Saturday, April 19, 2008

The stray and some finds…

I was going to use this post to show everyone the wonderfuland unique things I found at the quilt show when I returned on Sunday for the vendor portion, but something interesting happened Thursday night that I thought would be good to share.

My wonderfully nice friend, dibbed "Aunt PittyPat" due to there being too many Pat's at our retreat and we needed to differentiate between them, stopped by on her way home from work to pick up her stamping stuff. We were outside discussing window replacement options as we have the same builder, but she built her house about 8 years before mine and their windows were due for change. The hubby came home, went in the garage and shut the door (the reason I mention such a mundane detail will become clear a little further on). I turned back to PittyPat, who was just getting ready to leave, and see a Husky running loose in the street; coming from between the house across the way that I know has 2 Huskies.

Bug and Methos, Christmas 2002
As I also have 2 Huskies, I am well versed in what you need to do when a Husky decides it’s time to run the Iditarod. In my multiple obedience classes with Bug, they told us to get the treat bag, call to the dog and then drop to the ground and roll around flailing and such to get the dog to come to you in their curiosity. Anyone with a Husky knows that the first thing you get is car keys. Bug has been clocked at 35 mph, by the time you get treats, she’s long gone.

I turned to PittyPat and asked her if she would mind driving me to the dog. The neighbors were all out in the amazing 70 degree and sunny weather, and all started chasing the dog (for the record, the wrong thing to do). PittyPat drove me over, but they had chased the dog between houses to the back of the block. Luckily the next cross street went around that way (our neighborhood’s streets are rather labyrinth like). We went around the corner; the dog was running down the middle of the street, straight toward us. I asked PittyPat to stop the car. I opened the door and jumped out of the back seat, left the door open, and started calling to the dog “want to go for a ride!” The dog came straight toward me, and jumped in the car. It’s the only thing that will get Bug, and it has worked for me w/almost all strays I try to help, except my Robbie. But that’s a whole other story.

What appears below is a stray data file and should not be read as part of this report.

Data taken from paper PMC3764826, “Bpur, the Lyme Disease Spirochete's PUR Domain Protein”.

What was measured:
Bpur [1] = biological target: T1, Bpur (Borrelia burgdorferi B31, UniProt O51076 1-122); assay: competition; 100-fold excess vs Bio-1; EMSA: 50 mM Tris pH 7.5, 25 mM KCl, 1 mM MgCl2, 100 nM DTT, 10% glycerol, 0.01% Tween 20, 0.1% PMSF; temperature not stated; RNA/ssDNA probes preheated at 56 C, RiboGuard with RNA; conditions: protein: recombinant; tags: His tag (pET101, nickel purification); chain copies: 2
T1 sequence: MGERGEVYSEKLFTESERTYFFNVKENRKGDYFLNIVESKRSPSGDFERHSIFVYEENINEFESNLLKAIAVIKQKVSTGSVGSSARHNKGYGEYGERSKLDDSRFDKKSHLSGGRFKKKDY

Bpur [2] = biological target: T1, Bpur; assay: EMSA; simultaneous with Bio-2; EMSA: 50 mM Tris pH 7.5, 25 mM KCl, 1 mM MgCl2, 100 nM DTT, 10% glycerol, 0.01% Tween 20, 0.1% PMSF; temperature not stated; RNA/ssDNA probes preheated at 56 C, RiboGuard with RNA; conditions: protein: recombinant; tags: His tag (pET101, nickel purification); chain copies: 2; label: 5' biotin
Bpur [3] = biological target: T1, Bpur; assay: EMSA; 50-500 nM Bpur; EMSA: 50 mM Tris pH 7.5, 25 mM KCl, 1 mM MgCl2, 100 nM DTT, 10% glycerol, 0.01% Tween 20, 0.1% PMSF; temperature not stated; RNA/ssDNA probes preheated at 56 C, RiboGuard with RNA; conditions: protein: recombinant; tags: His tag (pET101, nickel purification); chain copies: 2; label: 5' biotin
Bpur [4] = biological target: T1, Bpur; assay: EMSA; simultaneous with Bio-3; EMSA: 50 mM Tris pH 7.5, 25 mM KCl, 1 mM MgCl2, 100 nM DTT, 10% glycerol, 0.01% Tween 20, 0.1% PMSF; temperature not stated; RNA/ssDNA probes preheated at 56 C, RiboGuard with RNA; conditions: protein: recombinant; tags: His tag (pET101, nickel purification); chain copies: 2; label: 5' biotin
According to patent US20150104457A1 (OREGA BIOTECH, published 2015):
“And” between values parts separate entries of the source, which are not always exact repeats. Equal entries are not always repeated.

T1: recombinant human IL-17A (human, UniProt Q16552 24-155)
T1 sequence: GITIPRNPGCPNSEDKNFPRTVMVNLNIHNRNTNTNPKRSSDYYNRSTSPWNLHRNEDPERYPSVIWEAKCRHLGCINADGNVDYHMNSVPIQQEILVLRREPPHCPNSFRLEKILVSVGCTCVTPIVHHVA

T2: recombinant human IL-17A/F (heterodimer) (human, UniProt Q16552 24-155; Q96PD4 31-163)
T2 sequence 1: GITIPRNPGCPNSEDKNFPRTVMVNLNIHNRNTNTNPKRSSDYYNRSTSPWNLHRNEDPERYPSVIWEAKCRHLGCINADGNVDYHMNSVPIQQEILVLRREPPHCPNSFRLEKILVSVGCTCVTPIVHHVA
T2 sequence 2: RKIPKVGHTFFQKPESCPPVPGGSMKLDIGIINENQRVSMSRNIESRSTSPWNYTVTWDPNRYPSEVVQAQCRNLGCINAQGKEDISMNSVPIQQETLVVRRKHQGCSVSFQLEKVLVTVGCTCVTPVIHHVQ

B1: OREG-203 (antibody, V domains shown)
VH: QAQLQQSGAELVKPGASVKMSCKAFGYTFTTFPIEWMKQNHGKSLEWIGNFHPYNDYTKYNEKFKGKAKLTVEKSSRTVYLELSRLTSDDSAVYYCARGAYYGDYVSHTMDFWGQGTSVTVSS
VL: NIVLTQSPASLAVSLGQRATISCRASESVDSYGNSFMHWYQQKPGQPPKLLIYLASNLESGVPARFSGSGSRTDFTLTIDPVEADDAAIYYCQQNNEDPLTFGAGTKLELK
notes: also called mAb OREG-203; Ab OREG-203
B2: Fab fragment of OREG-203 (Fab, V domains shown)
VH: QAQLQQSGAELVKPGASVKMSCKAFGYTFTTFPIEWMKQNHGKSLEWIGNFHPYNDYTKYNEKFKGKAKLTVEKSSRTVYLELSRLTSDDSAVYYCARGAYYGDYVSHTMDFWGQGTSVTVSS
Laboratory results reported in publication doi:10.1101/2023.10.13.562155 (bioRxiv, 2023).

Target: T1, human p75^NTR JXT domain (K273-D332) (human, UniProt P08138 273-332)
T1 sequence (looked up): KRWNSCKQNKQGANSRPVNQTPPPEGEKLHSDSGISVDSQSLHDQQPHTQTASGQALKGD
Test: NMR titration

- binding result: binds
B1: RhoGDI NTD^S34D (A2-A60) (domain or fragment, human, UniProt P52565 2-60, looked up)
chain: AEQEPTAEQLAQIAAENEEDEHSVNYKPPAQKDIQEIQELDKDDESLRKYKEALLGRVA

Robbie smiling
As we drove the dog to my house, I checked her out for i.d., but she only had a collar, no tags. We passed the neighbors w/the Huskies, but it wasn’t their dog. I had figured out by then that it wasn't, because their dog is kind of a whack job. I called the hubby on PittyPat’s phone, he didn’t answer. PittyPat went to ring the doorbell, and was rather insistent in her ringing, no answer. We knew he was in there, we saw him come home (see how that tied in)! She went around to the kitchen window and called for him. Nothing.

I was finally able to get the dog out of the car (she didn’t want to leave) and actually got our garage keypad to work. It never works, so I was lucky this time. PittyPat made sure I was in, and went home. I think she was grateful to be done with the craziness. I went to the door to the house.

We have the “airlock” entry system in our house, for the exact reason of Huskies running amuck in the neighborhood. The laundry room is the path between the garage and house. We close the door to the house, with the dogs in the house, and then open the garage door entrance. The doors are not to be opened until the overhead garage door is shut. Complicated, maybe, but it is way better than your precious pup being squashed on the road.